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Digital Revolution: Saraha app is being accused of making its users crazy!

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AIMAN INAM

The digital revolution, which kick started in the 19th century, has successfully managed to drive us off from the world of actuality.

As a matter of fact, exploring the globe is on our finger tips. However, the flip side of the coin is totally different, which now is taking toll on human beings physical as well as mental dexterities.

When we talk about social networking sites, we have innumerable options such as Facebook, Snapchat, Instagram, Twitter, Whatsapp and now Saraha, which has gone viral like wild fire.

  • Its emergence?

It was designed by Saudi Arabian developer Zain al-Abidin Tawfiq back in 2016 somewhere in November as to assist employees in giving feedback, harboring positive/negative remarks, to their employers sans revealing their names and identities.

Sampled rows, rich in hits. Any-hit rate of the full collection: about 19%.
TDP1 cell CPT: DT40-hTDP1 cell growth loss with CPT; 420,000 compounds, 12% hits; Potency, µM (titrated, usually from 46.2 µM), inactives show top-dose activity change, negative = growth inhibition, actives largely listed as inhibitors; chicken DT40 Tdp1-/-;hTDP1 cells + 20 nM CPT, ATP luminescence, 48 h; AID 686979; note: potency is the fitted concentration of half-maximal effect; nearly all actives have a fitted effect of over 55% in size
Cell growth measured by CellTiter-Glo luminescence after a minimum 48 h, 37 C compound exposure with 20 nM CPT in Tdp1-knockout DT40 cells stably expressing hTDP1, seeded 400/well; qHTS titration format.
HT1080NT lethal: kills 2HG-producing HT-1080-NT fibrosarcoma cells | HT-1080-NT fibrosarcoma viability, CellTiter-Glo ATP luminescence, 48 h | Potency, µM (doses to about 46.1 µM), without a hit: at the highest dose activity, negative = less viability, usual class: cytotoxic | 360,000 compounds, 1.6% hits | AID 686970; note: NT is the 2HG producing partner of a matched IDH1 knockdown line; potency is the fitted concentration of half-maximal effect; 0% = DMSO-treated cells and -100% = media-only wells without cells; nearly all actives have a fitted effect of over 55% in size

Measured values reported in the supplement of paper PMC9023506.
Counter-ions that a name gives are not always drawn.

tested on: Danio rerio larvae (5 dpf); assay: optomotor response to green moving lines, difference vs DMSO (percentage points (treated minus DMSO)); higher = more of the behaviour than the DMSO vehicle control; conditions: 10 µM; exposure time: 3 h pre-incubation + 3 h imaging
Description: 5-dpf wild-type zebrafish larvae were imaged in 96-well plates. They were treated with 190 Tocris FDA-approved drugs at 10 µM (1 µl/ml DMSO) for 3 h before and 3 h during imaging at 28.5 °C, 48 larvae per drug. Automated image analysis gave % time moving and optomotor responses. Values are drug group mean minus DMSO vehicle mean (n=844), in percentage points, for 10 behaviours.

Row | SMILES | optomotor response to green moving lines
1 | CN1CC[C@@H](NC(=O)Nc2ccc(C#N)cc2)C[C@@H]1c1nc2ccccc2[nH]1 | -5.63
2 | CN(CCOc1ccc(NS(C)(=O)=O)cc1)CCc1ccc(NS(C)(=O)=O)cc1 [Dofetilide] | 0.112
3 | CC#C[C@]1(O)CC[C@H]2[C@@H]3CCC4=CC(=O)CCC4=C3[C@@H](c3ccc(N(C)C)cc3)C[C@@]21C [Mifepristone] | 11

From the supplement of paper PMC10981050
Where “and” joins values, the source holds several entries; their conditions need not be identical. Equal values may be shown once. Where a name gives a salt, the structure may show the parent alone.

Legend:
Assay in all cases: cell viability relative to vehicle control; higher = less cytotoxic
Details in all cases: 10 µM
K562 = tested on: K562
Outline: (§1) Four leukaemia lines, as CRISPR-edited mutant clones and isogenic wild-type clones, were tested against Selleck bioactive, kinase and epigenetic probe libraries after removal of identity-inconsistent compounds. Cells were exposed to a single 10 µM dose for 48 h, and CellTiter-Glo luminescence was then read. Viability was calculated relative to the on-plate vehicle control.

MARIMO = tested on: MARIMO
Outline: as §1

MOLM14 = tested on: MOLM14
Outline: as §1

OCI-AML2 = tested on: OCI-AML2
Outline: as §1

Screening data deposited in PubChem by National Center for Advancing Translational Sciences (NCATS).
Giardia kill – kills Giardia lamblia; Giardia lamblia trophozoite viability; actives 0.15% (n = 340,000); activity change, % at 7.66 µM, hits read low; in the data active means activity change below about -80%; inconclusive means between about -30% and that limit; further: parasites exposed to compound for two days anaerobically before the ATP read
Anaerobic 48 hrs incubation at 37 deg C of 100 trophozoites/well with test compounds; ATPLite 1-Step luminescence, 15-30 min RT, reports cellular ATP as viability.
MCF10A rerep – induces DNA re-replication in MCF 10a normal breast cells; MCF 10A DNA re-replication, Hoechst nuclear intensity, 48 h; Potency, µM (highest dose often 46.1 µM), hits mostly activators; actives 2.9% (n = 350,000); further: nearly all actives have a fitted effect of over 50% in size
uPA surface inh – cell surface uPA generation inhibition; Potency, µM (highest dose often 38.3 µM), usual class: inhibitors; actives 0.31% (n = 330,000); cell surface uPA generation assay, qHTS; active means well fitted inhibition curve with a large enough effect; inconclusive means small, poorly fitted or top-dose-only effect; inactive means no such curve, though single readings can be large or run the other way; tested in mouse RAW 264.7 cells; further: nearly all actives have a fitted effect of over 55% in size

Soon, he came up with the idea that the app might help friends exchanging constructive messages anonymously to each other as well; and that’s how the app is sweeping across the globe like a wild fire and now, it reaches to more than 300 million users to be exact.

  • Its impacts?

As mentioned earlier, the app was originally initiated to let people send positive comments; but the reality is just the opposite. Copious people have started using the app to bully and troll individuals.

Hence, using the app is proved to be perilous particularly for teens and young folks, as they tend to take such non-constructive comments critically, which leads them to mount depression or anxiety sooner or later.

If the online reports are to be considered, most of its users are teenagers, which is certainly a bitter pill to swallow for parents.

It is pertinent to mention here that adolescents are really into such secret confessions sort of games. These apps sound appealing to their budding mind.

Reports further stated that countless users particularly ladies took to social media as to post the comments, harboring body shamming stuff, they have received while using the said app.